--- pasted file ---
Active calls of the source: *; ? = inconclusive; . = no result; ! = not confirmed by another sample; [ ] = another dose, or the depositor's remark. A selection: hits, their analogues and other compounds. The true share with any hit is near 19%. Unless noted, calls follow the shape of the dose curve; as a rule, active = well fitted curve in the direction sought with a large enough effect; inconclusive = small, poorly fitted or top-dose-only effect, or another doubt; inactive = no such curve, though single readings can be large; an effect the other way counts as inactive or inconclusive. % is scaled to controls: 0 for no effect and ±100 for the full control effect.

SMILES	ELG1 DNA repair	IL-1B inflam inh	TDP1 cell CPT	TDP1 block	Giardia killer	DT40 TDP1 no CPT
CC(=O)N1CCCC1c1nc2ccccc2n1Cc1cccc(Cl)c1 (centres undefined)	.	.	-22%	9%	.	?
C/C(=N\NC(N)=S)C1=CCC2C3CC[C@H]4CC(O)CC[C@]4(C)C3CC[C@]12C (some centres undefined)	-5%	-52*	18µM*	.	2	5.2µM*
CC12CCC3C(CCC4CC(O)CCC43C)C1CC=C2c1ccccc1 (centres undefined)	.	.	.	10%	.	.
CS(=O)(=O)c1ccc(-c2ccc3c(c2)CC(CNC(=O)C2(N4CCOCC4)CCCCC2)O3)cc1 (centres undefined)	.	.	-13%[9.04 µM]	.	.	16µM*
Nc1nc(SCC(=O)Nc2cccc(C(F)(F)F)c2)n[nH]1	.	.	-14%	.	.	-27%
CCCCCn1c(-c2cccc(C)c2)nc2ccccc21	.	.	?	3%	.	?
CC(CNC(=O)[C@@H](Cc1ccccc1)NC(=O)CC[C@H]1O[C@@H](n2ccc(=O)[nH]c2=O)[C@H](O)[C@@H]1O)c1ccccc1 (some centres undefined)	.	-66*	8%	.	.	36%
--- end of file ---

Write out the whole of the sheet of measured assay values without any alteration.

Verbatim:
Active calls of the source: *; ? = inconclusive; . = no result; ! = not confirmed by another sample; [ ] = another dose, or the depositor's remark. A selection: hits, their analogues and other compounds. The true share with any hit is near 19%. Unless noted, calls follow the shape of the dose curve; as a rule, active = well fitted curve in the direction sought with a large enough effect; inconclusive = small, poorly fitted or top-dose-only effect, or another doubt; inactive = no such curve, though single readings can be large; an effect the other way counts as inactive or inconclusive. % is scaled to controls: 0 for no effect and ±100 for the full control effect.

SMILES	ELG1 DNA repair	IL-1B inflam inh	TDP1 cell CPT	TDP1 block	Giardia killer	DT40 TDP1 no CPT
CC(=O)N1CCCC1c1nc2ccccc2n1Cc1cccc(Cl)c1 (centres undefined)	.	.	-22%	9%	.	?
C/C(=N\NC(N)=S)C1=CCC2C3CC[C@H]4CC(O)CC[C@]4(C)C3CC[C@]12C (some centres undefined)	-5%	-52*	18µM*	.	2	5.2µM*
CC12CCC3C(CCC4CC(O)CCC43C)C1CC=C2c1ccccc1 (centres undefined)	.	.	.	10%	.	.
CS(=O)(=O)c1ccc(-c2ccc3c(c2)CC(CNC(=O)C2(N4CCOCC4)CCCCC2)O3)cc1 (centres undefined)	.	.	-13%[9.04 µM]	.	.	16µM*
Nc1nc(SCC(=O)Nc2cccc(C(F)(F)F)c2)n[nH]1	.	.	-14%	.	.	-27%
CCCCCn1c(-c2cccc(C)c2)nc2ccccc21	.	.	?	3%	.	?
CC(CNC(=O)[C@@H](Cc1ccccc1)NC(=O)CC[C@H]1O[C@@H](n2ccc(=O)[nH]c2=O)[C@H](O)[C@@H]1O)c1ccccc1 (some centres undefined)	.	-66*	8%	.	.	36%